- Fraud = “creative accounting”
- Genocide = “the final solution”
Empirical studies indicate that “euphemistic labels can psychologically sanitize unethical practices, facilitating our participation in them.” (Moore & Gino).
The World is Either Good or Evil
This is a lie. Every modern human being born today is told this lie.
Omar talks about how this idea is used to twist us into doing all sorts of evil things. It is a notion, an idea, a belief drilled into us since the day we are born until the day we are dead.
It is this very idea that the world can be cleaved into a good side and a bad side that allows us to be manipulated.
I would add it is precisely splitting the world into Good and Bad parts that lets us justify just about any abominable violence we can dream up.
It is also what allows ruthless rulers to turn plain, ordinary, decent human beings into killing machines and monsters.
Ruthless Rulers are already monsters and include men such as Vladimir Putin, Xi Jinping, Ali Khamenei, Kim Jong-um, Denis Sassou Nguesso, Abdullah Aziz Al Saud, Bashar al-Assad, and there are many more (see the list of Current World Dictators).
We live with these monsters right here, right now on our planet. And they are pounding our world straight back to the Stone Age just as fast as they can.
What do you think? Are they winning? The Red countries that is… are there more red countries than yellow or green?
That is exactly what they want you to believe. But, perhaps you are beginning to sense out it is precisely this idea of division that is the problem.
One of Omar’s characters is an empathetic lair. He is the character that goes into the refugee camps and radicalizes the kids there.
Omar says there is no such thing as exotic suffering, but empathetic liars make you believe there is. Empathetic liars parse the fine threads of what we do and what is done to us. Empathetic liars play upon the lack of self-agency in a place like a refugee camp (or one of Putin’s prisons) and use it like a gleaming lure to hook their targets–kids (or Russian prisoners) whom they plan to turn into cannon fodder.
Omar says, “People go to bad place when their self-agency is taken away from them.” And the more damaged a person is, the more their circle of Trust closes in, making them extremely vulnerable to empathetic liars
And that is exactly what autocrats, dictators, and pretty much most of the Republican Party in the United States are doing. Whoever they are…all close ranks around their strong man, hype their followers up on Fraudulent Euphemisms, and close the circle of Trust until only one man can be trusted.
And, there sure are a lot of want-a-bee dictators who desire to be the one and only man the entire human race can trust–Putin, Trump, Xi Jinping, Ali Khamenei, Kim Jong-um, Denis Sassou Nguesso, Abdullah Aziz Al Saud, Bashar al-Assad, or pick your poison.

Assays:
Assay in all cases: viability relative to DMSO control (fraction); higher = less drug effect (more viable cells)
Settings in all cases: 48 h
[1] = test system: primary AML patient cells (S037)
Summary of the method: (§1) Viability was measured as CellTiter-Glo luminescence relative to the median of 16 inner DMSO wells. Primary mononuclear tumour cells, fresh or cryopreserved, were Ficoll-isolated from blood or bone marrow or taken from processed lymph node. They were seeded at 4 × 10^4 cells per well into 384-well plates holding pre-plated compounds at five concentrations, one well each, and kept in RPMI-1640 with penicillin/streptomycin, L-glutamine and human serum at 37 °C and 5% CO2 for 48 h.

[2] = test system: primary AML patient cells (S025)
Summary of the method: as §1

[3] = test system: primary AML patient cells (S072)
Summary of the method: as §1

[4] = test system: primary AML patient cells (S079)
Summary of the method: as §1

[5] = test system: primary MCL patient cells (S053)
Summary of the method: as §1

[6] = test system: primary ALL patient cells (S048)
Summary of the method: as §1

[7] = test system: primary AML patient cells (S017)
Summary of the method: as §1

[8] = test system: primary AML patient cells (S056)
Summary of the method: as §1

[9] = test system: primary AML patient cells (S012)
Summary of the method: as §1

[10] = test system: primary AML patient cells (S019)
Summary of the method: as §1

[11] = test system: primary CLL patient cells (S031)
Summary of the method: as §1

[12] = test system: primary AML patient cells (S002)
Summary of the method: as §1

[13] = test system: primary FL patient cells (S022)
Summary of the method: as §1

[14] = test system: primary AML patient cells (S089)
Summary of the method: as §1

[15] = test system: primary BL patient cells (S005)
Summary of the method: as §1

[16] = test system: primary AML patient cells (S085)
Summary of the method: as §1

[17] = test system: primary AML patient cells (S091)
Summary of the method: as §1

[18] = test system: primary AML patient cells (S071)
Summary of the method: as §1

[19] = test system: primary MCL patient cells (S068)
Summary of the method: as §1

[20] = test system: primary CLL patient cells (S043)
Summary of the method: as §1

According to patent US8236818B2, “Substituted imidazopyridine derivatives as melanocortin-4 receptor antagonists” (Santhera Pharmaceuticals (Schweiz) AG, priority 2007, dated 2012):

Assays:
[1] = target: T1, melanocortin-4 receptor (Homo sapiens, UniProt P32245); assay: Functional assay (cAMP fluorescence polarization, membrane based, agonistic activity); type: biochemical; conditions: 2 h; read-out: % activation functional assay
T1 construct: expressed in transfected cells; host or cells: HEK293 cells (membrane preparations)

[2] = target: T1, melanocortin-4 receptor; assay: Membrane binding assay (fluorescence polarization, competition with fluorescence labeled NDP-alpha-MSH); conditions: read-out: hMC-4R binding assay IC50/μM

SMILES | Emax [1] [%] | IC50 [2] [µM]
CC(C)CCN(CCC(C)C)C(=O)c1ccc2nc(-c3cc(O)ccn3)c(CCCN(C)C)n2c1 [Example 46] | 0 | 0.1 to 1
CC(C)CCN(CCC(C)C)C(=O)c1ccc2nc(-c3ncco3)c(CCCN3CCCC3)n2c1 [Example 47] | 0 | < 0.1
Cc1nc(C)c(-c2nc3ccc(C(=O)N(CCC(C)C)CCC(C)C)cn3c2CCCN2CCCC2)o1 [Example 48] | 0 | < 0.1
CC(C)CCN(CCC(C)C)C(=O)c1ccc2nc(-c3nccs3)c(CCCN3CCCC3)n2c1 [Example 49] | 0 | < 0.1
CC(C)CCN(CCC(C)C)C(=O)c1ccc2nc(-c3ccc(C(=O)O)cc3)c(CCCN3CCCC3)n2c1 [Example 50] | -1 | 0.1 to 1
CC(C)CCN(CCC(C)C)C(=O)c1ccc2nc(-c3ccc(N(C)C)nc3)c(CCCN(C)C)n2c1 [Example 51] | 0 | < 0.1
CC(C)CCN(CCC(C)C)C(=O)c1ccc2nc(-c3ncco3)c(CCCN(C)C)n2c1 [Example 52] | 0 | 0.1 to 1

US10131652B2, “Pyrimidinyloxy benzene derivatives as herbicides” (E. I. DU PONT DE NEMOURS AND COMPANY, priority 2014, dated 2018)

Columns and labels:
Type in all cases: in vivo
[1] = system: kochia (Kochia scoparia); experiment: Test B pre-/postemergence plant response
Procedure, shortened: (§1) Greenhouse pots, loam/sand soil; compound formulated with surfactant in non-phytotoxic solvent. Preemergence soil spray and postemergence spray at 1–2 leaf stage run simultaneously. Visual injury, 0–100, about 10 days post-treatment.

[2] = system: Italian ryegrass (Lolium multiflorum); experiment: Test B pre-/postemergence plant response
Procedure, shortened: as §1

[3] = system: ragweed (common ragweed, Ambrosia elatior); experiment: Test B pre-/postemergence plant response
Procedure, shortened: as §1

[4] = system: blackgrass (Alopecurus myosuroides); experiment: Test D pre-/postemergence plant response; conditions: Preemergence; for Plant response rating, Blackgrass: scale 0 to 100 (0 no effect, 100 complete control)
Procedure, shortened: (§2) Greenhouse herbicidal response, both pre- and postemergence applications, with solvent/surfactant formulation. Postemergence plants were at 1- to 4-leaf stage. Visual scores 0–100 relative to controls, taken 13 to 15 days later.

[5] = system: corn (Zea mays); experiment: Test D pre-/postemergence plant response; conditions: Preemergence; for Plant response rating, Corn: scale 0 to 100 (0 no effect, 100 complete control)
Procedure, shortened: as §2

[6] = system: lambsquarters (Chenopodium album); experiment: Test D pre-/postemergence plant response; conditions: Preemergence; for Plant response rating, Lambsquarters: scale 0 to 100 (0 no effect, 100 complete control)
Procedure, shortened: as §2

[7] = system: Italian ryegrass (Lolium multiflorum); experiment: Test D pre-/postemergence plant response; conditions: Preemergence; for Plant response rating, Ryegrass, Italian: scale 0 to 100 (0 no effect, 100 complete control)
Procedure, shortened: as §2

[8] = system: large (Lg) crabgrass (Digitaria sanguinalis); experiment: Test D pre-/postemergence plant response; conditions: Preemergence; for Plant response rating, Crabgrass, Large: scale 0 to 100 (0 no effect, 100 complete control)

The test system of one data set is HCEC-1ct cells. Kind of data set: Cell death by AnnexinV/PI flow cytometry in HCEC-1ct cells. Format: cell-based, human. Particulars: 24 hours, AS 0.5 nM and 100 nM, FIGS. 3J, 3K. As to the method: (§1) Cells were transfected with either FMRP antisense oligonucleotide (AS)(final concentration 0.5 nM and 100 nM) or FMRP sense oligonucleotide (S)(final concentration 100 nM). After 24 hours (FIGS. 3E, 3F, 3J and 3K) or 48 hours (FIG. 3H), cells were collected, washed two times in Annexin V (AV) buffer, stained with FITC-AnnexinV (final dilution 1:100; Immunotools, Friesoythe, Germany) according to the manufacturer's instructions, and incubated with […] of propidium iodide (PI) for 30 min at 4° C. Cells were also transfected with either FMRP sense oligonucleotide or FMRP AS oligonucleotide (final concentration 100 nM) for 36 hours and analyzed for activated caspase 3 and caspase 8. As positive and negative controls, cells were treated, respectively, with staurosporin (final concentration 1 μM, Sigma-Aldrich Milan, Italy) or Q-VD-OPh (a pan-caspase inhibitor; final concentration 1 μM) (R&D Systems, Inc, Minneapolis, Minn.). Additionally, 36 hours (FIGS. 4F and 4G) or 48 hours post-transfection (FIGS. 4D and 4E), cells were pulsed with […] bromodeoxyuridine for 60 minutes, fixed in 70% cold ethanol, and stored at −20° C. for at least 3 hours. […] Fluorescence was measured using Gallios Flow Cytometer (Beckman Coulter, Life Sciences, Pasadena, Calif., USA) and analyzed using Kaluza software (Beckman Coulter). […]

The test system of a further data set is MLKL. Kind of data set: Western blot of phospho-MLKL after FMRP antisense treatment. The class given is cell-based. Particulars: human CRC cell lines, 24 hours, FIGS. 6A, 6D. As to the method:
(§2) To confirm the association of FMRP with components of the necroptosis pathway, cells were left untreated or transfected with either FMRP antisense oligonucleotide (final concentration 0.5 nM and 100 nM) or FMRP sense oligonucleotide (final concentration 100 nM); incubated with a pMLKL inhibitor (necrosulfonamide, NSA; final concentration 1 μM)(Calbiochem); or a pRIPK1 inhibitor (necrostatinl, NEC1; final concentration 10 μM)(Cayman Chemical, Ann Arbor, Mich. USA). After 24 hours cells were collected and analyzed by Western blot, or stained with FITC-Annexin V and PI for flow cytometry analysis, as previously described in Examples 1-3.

Yes, Omar is very right to envision the coming of America’s Second Civil War! Heck, we might be staring down the path to WWIII.
I think Empathetic Liars is another name for Dark Empaths. Dark Empathy is not a good thing. Dr. Ramani does a very good job in this video explaining why all of us need to be on the look out for Dark Empaths and Empathetic Lairs.
Reality? What Reality!
Omar talks about when a group of people believe anything they want to believe is real… you’re living in a very dangerous place and time.
Add the element of violent insurrection being a central part of a country’s narrative, and you have a tinderbox waiting to explode.
He admits he’s been amazed how reality has out did his fiction.
He warns, “There is a particular Force that when it emerges within a group of people, it must be stared down directly.”
I would add that when this Force is encountered: You cannot blink. You cannot turn away. And, if you falter, it will destroy you.
I’m writing about such a force too. I was reminded of a prologue I was playing around with to describe my story. I realize it is exactly what Omar is warning us about.
Will we listen? Can we listen anymore?
Feature Archetypal Animation
Image from: American War by Omar El Akkad, book review: Should be read as a cautionary tale | The Independent — This impressive debut imagines a second American Civil War set from 2074 to 2095 and is set apart from other dystopian novels because of the fully realised plausibility of the scenario
Image from: Penguin Random House Audio | “Powerful . . . As haunting a postapocalyptic universe as Cormac McCarthy [created] in The Road, and as devastating a look as the fallout that national events have on an American family as Philip Roth did in The Plot Against America. . . . Omar El Akkad’s debut novel, American War, is an unlikely mash-up of unsparing war reporting and plot elements familiar to readers of the recent young-adult dystopian series The Hunger Games and Divergent.”
—Michiko Kakutani, The New York Times
Image from: Book review: American War by Omar El Akkad | The Times UK
Image from: The American Civil War, a Summary | AAREG
Image from: A Fictional (So Far) History of the Second American Civil War | The New York Times
Music: 1865: Songs of Hope and Home from the American Civil War Anonymous 4 |  Home, Sweet Home / Polly Put the Kettle On
First Archetypal Animation
Music: Heaven Or Hell | Don Tolive |  Heaven Or Hell